Monday, December 24, 2007

An interesting take on the Star of Bethlehem

An article by Craig Chester, an astronomer at the Monterey Institute for Research in Astronomy, with an interesting take on the Star of Bethlehem.

Here's an excerpt:

What astronomical events, possibly in the years 3 or 2 B.C., might have been related to the Star of Bethlehem? A nova—the unexpected, sudden brightening of a star from invisibility into a bright object for a period of days or weeks—has been suggested. But there is no historical record of such a nova, nor is it clear what a nova’s astrological significance would be. Origen himself suggested a comet, for comets appear sporadically, move, and can even seem to point down to the earth. But the recorded comets around this time, even Halley’s Comet in 12 B.C., were not very impressive; astrologically, they were considered ominous. Meteors and fireballs are even less likely candidates.

Conjunctions of planets have also long been considered good possibilities. A conjunction is a close apparent approach between two celestial objects. Technically speaking, a conjunction occurs at the moment when both objects have the same celestial longitude; one is due north of the other. The closer the objects, the more visually impressive the event and the more significant astrologically. In 3 B.C. and 2 B.C., there was a series of close conjunctions involving Jupiter, the planet that represented kingship, coronations, and the birth of kings. In Hebrew, Jupiter was known as Sedeq or “Righteousness,” a term also used for the Messiah.

In September of 3 B.C., Jupiter came into conjunction with Regulus, the star of kingship, the brightest star in the constellation of Leo. Leo was the constellation of kings, and it was associated with the Lion of Judah. The royal planet approached the royal star in the royal constellation representing Israel. Just a month earlier, Jupiter and Venus, the Mother planet, had almost seemed to touch each other in another close conjunction, also in Leo. Then the conjunction between Jupiter and Regulus was repeated, not once but twice, in February and May of 2 B.C. Finally, in June of 2 B.C., Jupiter and Venus, the two brightest objects in the sky save the sun and the moon, experienced an even closer encounter when their disks appeared to touch; to the naked eye they became a single object above the setting sun. This exceptionally rare spectacle could not have been missed by the Magi.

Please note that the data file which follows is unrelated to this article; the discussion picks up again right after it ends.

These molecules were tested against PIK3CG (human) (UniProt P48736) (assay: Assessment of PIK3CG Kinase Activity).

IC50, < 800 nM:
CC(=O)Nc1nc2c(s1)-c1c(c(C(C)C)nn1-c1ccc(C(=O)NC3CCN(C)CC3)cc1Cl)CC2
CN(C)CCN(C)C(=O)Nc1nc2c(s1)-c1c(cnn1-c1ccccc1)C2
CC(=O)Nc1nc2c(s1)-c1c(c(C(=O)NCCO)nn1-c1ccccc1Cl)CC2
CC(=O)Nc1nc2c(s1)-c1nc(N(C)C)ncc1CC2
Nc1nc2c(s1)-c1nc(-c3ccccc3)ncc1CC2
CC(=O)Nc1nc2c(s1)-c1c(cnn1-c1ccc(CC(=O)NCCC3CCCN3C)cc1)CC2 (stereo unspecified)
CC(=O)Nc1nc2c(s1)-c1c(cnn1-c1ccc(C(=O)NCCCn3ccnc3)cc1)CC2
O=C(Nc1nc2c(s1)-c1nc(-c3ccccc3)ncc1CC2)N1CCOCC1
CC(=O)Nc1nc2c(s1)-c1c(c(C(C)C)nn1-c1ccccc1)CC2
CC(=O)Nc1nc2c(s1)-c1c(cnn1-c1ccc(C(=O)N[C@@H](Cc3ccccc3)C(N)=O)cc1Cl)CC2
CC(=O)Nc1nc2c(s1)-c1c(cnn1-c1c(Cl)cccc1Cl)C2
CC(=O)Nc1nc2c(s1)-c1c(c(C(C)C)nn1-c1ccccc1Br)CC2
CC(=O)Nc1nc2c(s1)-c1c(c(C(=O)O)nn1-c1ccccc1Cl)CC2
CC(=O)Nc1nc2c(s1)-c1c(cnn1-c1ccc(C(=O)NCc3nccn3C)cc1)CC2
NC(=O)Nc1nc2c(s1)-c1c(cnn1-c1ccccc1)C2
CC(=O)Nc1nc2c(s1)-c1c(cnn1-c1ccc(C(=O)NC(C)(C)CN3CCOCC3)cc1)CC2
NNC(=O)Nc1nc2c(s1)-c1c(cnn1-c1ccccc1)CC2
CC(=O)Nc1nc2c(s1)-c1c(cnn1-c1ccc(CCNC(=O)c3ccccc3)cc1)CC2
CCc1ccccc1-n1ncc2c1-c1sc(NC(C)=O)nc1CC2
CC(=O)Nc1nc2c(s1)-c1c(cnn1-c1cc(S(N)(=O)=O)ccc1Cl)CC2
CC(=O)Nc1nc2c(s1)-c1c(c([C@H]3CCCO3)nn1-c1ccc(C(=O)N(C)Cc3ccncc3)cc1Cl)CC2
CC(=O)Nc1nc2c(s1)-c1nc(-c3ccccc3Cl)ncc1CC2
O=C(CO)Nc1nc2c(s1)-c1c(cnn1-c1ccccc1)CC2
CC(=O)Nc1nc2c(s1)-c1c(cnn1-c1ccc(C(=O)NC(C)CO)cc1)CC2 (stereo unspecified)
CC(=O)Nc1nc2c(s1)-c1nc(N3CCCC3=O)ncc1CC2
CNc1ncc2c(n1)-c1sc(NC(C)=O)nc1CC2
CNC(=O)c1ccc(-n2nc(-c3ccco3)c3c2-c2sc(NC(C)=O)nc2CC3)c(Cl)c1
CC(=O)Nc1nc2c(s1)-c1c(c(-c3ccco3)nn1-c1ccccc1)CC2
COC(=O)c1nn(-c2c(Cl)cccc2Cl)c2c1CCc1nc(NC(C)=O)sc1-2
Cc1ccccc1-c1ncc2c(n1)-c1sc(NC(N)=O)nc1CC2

In fact, we have seen here only the highlights of an impressive series of planetary motions and conjunctions fraught with a variety of astrological meanings, involving all the other known planets of the period: Mercury, Mars, and Saturn. The astrological significance of these impressive events must surely have been seen by the Magi as the announcement of the impending birth of a great king of Israel.

September 11, 3 B.C., is perhaps the most interesting date of all. Not only was Jupiter very close to Regulus in the first of their conjunctions, but the sun was in the constellation of Virgo (of obvious symbolism), together with the new moon, in a configuration that fits a plausible interpretation of a passage in the Book of Revelation describing the birth of a male child who is to be the ruler of the universe. Significantly, September 11, 3 B.C., also marked the beginning of the Jewish New Year, traditionally regarded as the anniversary of Noah’s landing after the Great Flood.

But if the planet Jupiter was the Star of Bethlehem, or was a component of the events that triggered the visit by the Magi, how do we view the final appearance of the Star on their journey to Bethlehem? It would have been in the southern sky, though fairly high above the horizon. Could the Star have stopped over Bethlehem? The answer is yes. The word “stop” was used for what we now call a planet’s “stationary point.” A planet normally moves eastward through the stars from night to night and month to month, but regularly exhibits a “retrograde loop.” After it passes the opposite point in the sky from the sun, it appears to slow, come to a full stop, and move backward (westward) through the sky for some weeks. Again it slows, stops, and resumes its eastward course.

It seems plausible that the Magi were “overjoyed” at again seeing before them, as they traveled southward, “his star,” Jupiter, which at its stationary point was standing still over Bethlehem. We do know for certain that Jupiter performed a retrograde loop in 2 B.C. and that it was stationary on December 25, interestingly enough, during Hanukkah, the season for giving presents.

Reprinted by permission from Imprimis, a publication of Hillsdale College.

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